Breaking news updates: bridge closure and coyote alert

by beth on August 21, 2013

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Above: Map of Bridge Street from Google Maps. The bridge crossing the train tracks is closed indefinitely.

I can’t even go a couple days without breaking my promise to myself that I’ll ignore breaking news. But I’ll just make this a quick post, rounding up the alerts on Southborough Police Facebook page this week.

Bridge Street bridge closed indefinitely

From Southborough Police Department, comes the notice of a sudden road closure for safety reasons:

If Bridge Street is After conducting an inspection of the bridge on Bridge Street, it was determined by the Massachusetts Department of Transportation that the bridge would be closed until further notice.

Again, Bridge Street will be closed for traffic from now until further notice. Please seek an alternate route through this area.

Aggressive and or sick coyotes

In mid-July, I posted a story sharing a reader’s concern about a “mangy coyote” near Middle Road. It drew a surprising number of passionate comments. Readers debated whether the coyote was sick or harmless, and whether it should be cured and released or put down.

On Monday, Southborough Police Department’s facebook page shared information about reports of aggressive or sick coyotes over the weekend:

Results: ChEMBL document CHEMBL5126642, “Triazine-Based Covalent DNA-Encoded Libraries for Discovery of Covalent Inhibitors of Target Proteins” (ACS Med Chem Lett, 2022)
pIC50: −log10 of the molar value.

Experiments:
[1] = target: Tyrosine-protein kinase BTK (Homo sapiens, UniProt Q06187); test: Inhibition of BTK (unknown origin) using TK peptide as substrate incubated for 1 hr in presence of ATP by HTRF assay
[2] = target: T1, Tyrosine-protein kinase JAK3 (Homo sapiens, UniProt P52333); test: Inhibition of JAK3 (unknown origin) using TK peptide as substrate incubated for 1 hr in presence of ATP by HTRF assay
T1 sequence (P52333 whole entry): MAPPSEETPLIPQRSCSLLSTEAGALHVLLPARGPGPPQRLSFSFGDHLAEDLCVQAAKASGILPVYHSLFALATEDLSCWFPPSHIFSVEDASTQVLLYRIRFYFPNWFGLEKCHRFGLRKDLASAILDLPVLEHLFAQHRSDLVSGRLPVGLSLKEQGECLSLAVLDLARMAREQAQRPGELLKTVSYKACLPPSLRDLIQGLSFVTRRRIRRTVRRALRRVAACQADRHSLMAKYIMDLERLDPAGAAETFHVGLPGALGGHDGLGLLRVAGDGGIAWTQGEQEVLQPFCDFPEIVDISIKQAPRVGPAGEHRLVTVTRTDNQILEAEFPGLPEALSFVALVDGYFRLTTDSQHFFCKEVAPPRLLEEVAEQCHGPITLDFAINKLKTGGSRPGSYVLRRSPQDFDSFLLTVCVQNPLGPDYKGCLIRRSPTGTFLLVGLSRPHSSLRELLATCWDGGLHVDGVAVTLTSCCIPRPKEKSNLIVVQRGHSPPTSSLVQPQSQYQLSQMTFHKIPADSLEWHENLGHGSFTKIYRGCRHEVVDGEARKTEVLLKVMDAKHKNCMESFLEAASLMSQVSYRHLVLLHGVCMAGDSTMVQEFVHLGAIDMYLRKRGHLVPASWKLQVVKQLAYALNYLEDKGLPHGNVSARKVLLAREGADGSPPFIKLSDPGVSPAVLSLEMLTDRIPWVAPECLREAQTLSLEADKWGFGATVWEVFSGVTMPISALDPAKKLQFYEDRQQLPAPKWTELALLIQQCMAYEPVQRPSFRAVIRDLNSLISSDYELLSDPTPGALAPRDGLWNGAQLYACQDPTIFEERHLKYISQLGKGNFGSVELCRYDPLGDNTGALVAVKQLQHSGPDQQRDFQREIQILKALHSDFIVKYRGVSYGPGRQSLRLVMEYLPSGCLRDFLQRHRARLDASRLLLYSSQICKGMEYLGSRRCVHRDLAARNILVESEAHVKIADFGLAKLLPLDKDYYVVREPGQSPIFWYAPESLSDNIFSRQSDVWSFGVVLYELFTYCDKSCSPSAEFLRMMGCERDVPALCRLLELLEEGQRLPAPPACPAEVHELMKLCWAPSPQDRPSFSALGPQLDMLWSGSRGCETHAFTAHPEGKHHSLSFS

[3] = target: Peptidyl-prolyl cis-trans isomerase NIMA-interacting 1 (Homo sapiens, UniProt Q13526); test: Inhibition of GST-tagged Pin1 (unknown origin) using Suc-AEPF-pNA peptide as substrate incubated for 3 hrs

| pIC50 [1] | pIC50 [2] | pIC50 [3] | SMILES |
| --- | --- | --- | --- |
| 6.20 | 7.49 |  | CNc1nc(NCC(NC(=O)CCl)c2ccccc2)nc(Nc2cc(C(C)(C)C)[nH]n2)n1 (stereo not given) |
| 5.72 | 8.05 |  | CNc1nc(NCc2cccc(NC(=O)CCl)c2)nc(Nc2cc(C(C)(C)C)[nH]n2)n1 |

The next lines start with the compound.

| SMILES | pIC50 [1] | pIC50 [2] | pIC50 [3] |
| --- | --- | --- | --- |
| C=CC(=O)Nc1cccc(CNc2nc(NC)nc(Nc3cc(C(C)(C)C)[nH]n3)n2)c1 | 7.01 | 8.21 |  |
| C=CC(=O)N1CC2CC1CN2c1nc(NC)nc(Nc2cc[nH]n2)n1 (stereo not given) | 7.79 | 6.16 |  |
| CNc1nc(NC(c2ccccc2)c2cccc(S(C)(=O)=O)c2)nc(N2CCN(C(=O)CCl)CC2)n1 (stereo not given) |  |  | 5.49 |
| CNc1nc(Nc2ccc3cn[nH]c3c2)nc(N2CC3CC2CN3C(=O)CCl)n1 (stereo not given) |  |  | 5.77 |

Over the weekend, officers investigated three separate reports of aggressive or sick coyotes in town. On Saturday, an officer investigated a report of a large, aggressive coyote in the area of Granuaile Road. A resident of Granuaile Road reported that the coyote would not leave him alone (while he was outside of his home), and eventually began to charge at the resident. The resident fled back into his house and contacted the police department. The responding officer observed the coyote before it fled into the woods, and noted that it was a large coyote. On Sunday, residents of Boswell Lane and Saddle Hill Lane reported a sick coyote in the area, as well. Our Animal Control Officer was notified of all three incidents.

We want to remind our residents to never approach or feed a coyote. We’ve included a link to the Mass Audubon Society, which provides some useful information on how to co-exist with these animals.

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